Clash – Train In Vain

I’m on a business trip this week so I won’t be responding as normal most of the time. I’m not driving so I should be able to check comments here and there on my phone. I’ll be back more regularly on Friday but will post every day till then.

This was the first song I ever knew by the Clash when I heard it on the radio in 1980. The song is credited to Mick Jones and Joe Strummer like most Clash songs. Mick Jones takes the lead vocals in this one.

They started off as a punk band but The Clash, unlike some other Punk bands, could really play and sing well…, especially Mick Jones. He is was probably the best pure musician in the band.

The song was said to come from the train rhythm in the song combined with the theme of being lost. You also hear a reference to Tammy Wynette’s 1975 hit single Stand By Your Man. Train In Vain also contains a pointed reference to his flat being burgled in early 1979 and to his feelings of depression (“I need new clothes, I need somewhere to stay”).

The original vinyl copy of London Calling “Train Is Vain” isn’t listed on the track listing on the sleeve. The story is that the song was recorded for an NME promotional flexi-disc once the London Calling sessions were done, and the flexi-disc idea then fell through, leaving the song with no home. The band hastily tacked the song onto the end of the album just before vinyl pressing, but the sleeve had already been designed and there was no time to add it to the track listing.

The only clue of its existence is in the run-out groove on Side 4, where the name is carved into the vinyl. On all subsequent releases (including the CD copy) “Train In Vain” is included on the track listing on the sleeve.

The song was released in 1979 and reached #23 on the Billboard Charts. It is listed by Rolling Stone Magazine at 298 in the top 500 songs of all time. Train in Vain was written by Mick Jones and Joe Strummer.

Train In Vain

Say you stand by your manTell me something I don’t understandYou said you love me and that’s a factAnd then you left me, said you felt trappedWell, some things you can explain awayBut my heartache’s in me ’til this day

You didn’t stand by meNo, not at allYou didn’t stand by meNo way

All the times when we were closeI’ll remember these things the mostI see all my dreams come tumbling downI can’t be happy without you aroundSo alone I keep the wolves at bayAnd there’s only one thing that I can say

You didn’t stand by meNo, not at allYou didn’t stand by meNo way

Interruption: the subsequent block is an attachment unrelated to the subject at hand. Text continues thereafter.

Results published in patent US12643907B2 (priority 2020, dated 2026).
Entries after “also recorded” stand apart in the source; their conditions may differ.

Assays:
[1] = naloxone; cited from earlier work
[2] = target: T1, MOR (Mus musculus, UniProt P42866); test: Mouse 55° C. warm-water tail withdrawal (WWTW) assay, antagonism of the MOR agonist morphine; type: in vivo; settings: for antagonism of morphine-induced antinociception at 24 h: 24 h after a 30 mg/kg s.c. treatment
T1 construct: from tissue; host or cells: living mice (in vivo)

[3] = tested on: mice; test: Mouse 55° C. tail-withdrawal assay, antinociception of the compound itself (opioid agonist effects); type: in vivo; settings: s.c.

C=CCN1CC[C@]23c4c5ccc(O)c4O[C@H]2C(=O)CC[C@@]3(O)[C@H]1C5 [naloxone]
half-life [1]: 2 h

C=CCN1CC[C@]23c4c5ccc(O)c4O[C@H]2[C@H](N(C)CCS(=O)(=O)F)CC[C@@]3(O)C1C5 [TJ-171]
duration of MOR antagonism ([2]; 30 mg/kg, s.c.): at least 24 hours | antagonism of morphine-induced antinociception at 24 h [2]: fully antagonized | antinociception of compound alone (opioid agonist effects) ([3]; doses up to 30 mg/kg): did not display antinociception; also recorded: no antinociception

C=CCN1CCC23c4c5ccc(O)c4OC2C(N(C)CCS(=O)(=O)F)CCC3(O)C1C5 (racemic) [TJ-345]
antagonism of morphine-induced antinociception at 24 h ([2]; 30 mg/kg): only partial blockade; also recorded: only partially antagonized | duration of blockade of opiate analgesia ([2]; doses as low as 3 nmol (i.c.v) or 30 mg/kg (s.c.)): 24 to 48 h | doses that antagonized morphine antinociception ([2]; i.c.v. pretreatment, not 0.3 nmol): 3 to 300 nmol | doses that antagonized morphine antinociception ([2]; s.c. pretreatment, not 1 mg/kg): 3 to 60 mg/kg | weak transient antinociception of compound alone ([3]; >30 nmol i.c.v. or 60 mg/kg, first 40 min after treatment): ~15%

You must explain why this must beDid you lie when you spoke to me?Did you stand by me?No, not at all

Now I got a job, but it don’t payI need new clothes, I need somewhere to stayBut without all these things I can doBut without your love, I won’t make it throughBut you don’t understand my point of viewI suppose there’s nothing I can do

You didn’t stand by meNo, not at allYou didn’t stand by meNo way

You didn’t stand by meNo, not at allYou didn’t stand by meNo way

You must explain why this must beDid you lie when you spoke to me?Did you stand by me?

Did you stand by me?No, not at allDid you stand by me?No wayDid you stand by me?No, not at allDid you stand by me?No way

The Clash – Train In Vain

I’ve always liked the Clash. Love the London Calling album and really started to listen to them when Combat Rock came out. I’ve never known much about them. This was the first song I ever knew by the Clash when I heard it on the radio in 1980.

They started off as a punk band but The Clash, unlike some other Punk bands, could really play and sing well…and above all else write some great songs. This song was written by

The song was released in 1979 and reached #23 on the Billboard Charts. It is listed by Rolling Stone Magazine at 298 in the top 500 songs of all time. Train in Vain was written by Mick Jones and Joe Strummer.

https://www.rollingstone.com/music/music-lists/500-greatest-songs-of-all-time-151127/the-clash-train-in-vain-50718/

From songfacts about Train In Vain.

On the original vinyl copy of the album “Train Is Vain” isn’t listed on the tracklisting on the sleeve. The story is that the song was recorded for an NME promotional flexi-disc once the London Calling sessions were done, and the flexi-disc idea then fell through, leaving the song with no home. The band hastily tacked the song onto the end of the album just before vinyl pressing, but the sleeve had already been designed and there was no time to add it to the tracklisting. The only clue of it’s existence is in the run-out groove on Side 4, where the name is carved into the vinyl. On all subsequent releases (including the CD copy) “Train In Vain” is included on the tracklisting on the sleeve.